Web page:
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Thread: One Ten 3rd - 110 Third Avenue - Condo - by GreenbergFarrow

  1. #1

    Default One Ten 3rd - 110 Third Avenue - Condo - by GreenbergFarrow

    From curbed:



    We got a tip that the sign for the Toll Brothers' East Village development (R.I.P., Variety Playhouse) went up yesterday afternoon, and sure enough, the corresponding website is up and running. It looks like they're going the ThreeTen route of branding and calling the building One Ten 3rd, but let's hope they leave Greenwich out of this, eh? The site is fairly bare bones right now, but you've still got the requisite porno music and Flash'd up neighborhood photos. Pictures of the Loews on Third Ave. (we hear that Narnia flick is going to be huge!) blend into the real selling points: Whole Foods, Trader Joe's, the Greenmarket and, uh, Ben & Jerry's. Apparently anorexics need not apply at this building. The site also confirms that prices for the one- to three-bedroom condos begin at $850,000, and Halstead is handling it.
    Website:

    http://www.onetenthird.com

  2. #2

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    Clearer rendering (the one on the right is the Toll Bros' Williamsburg project):


  3. #3
    Forum Veteran krulltime's Avatar
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    ^ wow they both look really nice... This is from a company that builts Suburbans homes? Alot of NYC architects (Cough... Costas kondylis) should learn something from them.

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    Build the Tower Verre antinimby's Avatar
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    Some more info for this project from a few weeks ago...

    Excavation proceeding at 110 Third Avenue 05-APR-06

    Excavation work has begun for a new 21-story residential condominium tower on the former site of the historic Variety Arts Theater at 110 Third Avenue between 13th and 14th Streets.
    Greenberg Farrow is the architect for the building, which is being developed by Toll Brothers, one of the country’s largest developers of luxury homes. Toll Brothers is based in Horsham, Pennsylvania, and this is its first project in Manhattan. It is also planning four other projects in the city.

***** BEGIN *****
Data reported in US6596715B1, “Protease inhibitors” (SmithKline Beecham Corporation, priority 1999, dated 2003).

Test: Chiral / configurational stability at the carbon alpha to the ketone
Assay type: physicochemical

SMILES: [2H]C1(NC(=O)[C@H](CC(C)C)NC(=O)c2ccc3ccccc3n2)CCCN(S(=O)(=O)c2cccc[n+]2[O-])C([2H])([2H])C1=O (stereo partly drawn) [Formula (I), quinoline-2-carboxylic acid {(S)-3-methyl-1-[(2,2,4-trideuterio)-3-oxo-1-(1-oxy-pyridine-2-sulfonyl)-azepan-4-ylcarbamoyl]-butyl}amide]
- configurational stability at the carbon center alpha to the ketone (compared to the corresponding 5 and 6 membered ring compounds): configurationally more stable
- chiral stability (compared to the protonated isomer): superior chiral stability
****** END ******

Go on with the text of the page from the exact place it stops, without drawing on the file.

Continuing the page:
The new building will have 77 one- to three-bedroom apartments and is being built “as-of-right,” that is, within existing building and zoning regulations. Sales are expected to start this summer and completion is anticipated for next spring. Pricing is estimated to range from about $850,000 to $2,200,000.

    The building will have balconies, large windows, and a roofdeck with partly roofed private spaces with electrical outlets and running water that will be for sale to the residents.

    The Variety Arts Theater opened prior to World War I as a nickelodeon and its three-story, red-brick building was renovated in 1930 and again in 1991. It had 498 seats and was used for many Off-Broadway productions such as “Return to the Forbidden Planet” in 1991, “Annie Warbucks” in 1993, “Death Defying Acts” in 1995, “Zombie Prom” in 1996, “June Moon” in 1998, “Dinner with Friends” in 1999, “Reefer Madness” in 2001, “Endpapers” in 2002, “Ominium Gatherium” in 2003 and The Joys of Sex” in 2004. The theater closed in October, 2004.

    The theater had a large marquee and was around the corner from the very large Academy of Music theater that was converted to the Palladium disco and it was also around the corner from Julian’s Billiards. In recent years, New York University has erected several large dormitory buildings nearby including one on the Palladium site and another on the former site of Luchow’s, the famous German restaurant that was a few doors west of the Palladium site on 14th Street.

    www.cityrealty.com/new_developments

  5. #5
    Disgruntled Optimist lofter1's Avatar
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    Why I HATE this building ...

    Walking up the Bowery above Houston the Chrysler Building rises in the distance -- solitary and beautiful -- one lone skyscraper standing tall and glorious.

    Enjoy the vista now ...

    This new building is quickly rising and will kill that view. The concrete block of the lower floors is beginning to encroach on the sight of the Chrysler -- and before long not a bit of that tapering shaft of Deco majesty will be visible at all

  6. #6
    Disgruntled Optimist lofter1's Avatar
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    I mistakenly got something going on this building in the "Residential" thread starting HERE

  7. #7
    Disgruntled Optimist lofter1's Avatar
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    Steel beam plummets from crane into taxi, injuring 5

    NY DAILY NEWS
    Sep 29, 2006 -- 5:58 PM EDT

    NEW YORK (AP) -- A steel beam fell from a large construction crane and plummeted about 20 stories into traffic Friday afternoon, crashing onto a taxi and injuring five people, officials said.

    The beam fell from a construction site at 108 Third Avenue near the corner of East 13th Street, according to fire department spokesman Tony Sclafani.

    Two people were taken to separate area hospitals and three people were treated on the scene.

    Sclafani described the beam as a rigging that was used to support the crane.


    Several buildings nearby were evacuated and three blocks along Third Avenue were closed to traffic. Officials weren't sure yet how the crane would be stabilized.

    © 2006 The Associated Press

  8. #8
    Disgruntled Optimist lofter1's Avatar